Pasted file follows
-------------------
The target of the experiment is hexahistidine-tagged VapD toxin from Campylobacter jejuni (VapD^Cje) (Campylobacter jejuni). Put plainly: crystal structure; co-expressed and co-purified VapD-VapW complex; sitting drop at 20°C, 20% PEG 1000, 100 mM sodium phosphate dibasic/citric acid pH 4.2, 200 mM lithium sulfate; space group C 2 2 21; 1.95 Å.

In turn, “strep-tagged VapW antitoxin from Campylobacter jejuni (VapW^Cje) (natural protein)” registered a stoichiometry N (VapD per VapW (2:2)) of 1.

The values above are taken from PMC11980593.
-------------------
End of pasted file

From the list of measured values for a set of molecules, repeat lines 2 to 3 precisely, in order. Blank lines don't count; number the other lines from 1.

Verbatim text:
In turn, “strep-tagged VapW antitoxin from Campylobacter jejuni (VapW^Cje) (natural protein)” registered a stoichiometry N (VapD per VapW (2:2)) of 1.

The values above are taken from PMC11980593.